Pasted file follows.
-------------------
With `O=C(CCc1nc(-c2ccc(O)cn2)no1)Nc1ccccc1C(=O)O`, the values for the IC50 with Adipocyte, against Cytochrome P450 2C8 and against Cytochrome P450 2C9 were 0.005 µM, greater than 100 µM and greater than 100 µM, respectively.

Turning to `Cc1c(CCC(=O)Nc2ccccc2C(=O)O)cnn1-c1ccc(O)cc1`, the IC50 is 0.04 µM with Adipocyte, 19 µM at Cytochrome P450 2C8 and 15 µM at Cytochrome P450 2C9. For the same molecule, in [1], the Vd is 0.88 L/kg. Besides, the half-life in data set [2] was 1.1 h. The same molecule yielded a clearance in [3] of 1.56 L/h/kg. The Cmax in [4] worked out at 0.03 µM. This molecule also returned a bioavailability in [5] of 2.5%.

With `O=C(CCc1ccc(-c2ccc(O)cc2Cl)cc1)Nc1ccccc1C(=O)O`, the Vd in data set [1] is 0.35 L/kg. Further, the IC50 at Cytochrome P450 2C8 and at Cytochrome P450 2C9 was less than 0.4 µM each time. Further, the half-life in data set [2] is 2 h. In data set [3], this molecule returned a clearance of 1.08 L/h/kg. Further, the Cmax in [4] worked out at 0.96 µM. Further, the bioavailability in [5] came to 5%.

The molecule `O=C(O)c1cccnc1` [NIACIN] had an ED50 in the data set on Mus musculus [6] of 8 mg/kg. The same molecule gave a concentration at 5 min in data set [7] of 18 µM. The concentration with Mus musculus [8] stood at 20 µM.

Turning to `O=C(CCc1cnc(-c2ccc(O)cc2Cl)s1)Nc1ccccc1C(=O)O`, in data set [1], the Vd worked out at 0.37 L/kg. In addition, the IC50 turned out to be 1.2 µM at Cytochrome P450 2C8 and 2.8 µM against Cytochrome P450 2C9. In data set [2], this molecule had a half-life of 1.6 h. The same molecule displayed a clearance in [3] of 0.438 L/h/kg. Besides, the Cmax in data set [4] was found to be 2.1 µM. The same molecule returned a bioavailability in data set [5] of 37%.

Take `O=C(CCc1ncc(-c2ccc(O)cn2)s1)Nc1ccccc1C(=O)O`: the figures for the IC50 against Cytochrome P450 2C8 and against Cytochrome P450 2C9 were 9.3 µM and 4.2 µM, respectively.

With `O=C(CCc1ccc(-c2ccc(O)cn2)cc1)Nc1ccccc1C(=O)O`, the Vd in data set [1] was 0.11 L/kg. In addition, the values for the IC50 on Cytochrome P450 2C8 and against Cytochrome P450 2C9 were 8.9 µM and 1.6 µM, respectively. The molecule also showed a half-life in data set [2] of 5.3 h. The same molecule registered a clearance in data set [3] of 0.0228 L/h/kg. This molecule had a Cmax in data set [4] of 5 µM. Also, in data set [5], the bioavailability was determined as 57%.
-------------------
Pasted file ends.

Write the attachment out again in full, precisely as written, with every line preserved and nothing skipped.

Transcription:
With `O=C(CCc1nc(-c2ccc(O)cn2)no1)Nc1ccccc1C(=O)O`, the values for the IC50 with Adipocyte, against Cytochrome P450 2C8 and against Cytochrome P450 2C9 were 0.005 µM, greater than 100 µM and greater than 100 µM, respectively.

Turning to `Cc1c(CCC(=O)Nc2ccccc2C(=O)O)cnn1-c1ccc(O)cc1`, the IC50 is 0.04 µM with Adipocyte, 19 µM at Cytochrome P450 2C8 and 15 µM at Cytochrome P450 2C9. For the same molecule, in [1], the Vd is 0.88 L/kg. Besides, the half-life in data set [2] was 1.1 h. The same molecule yielded a clearance in [3] of 1.56 L/h/kg. The Cmax in [4] worked out at 0.03 µM. This molecule also returned a bioavailability in [5] of 2.5%.

With `O=C(CCc1ccc(-c2ccc(O)cc2Cl)cc1)Nc1ccccc1C(=O)O`, the Vd in data set [1] is 0.35 L/kg. Further, the IC50 at Cytochrome P450 2C8 and at Cytochrome P450 2C9 was less than 0.4 µM each time. Further, the half-life in data set [2] is 2 h. In data set [3], this molecule returned a clearance of 1.08 L/h/kg. Further, the Cmax in [4] worked out at 0.96 µM. Further, the bioavailability in [5] came to 5%.

The molecule `O=C(O)c1cccnc1` [NIACIN] had an ED50 in the data set on Mus musculus [6] of 8 mg/kg. The same molecule gave a concentration at 5 min in data set [7] of 18 µM. The concentration with Mus musculus [8] stood at 20 µM.

Turning to `O=C(CCc1cnc(-c2ccc(O)cc2Cl)s1)Nc1ccccc1C(=O)O`, in data set [1], the Vd worked out at 0.37 L/kg. In addition, the IC50 turned out to be 1.2 µM at Cytochrome P450 2C8 and 2.8 µM against Cytochrome P450 2C9. In data set [2], this molecule had a half-life of 1.6 h. The same molecule displayed a clearance in [3] of 0.438 L/h/kg. Besides, the Cmax in data set [4] was found to be 2.1 µM. The same molecule returned a bioavailability in data set [5] of 37%.

Take `O=C(CCc1ncc(-c2ccc(O)cn2)s1)Nc1ccccc1C(=O)O`: the figures for the IC50 against Cytochrome P450 2C8 and against Cytochrome P450 2C9 were 9.3 µM and 4.2 µM, respectively.

With `O=C(CCc1ccc(-c2ccc(O)cn2)cc1)Nc1ccccc1C(=O)O`, the Vd in data set [1] was 0.11 L/kg. In addition, the values for the IC50 on Cytochrome P450 2C8 and against Cytochrome P450 2C9 were 8.9 µM and 1.6 µM, respectively. The molecule also showed a half-life in data set [2] of 5.3 h. The same molecule registered a clearance in data set [3] of 0.0228 L/h/kg. This molecule had a Cmax in data set [4] of 5 µM. Also, in data set [5], the bioavailability was determined as 57%.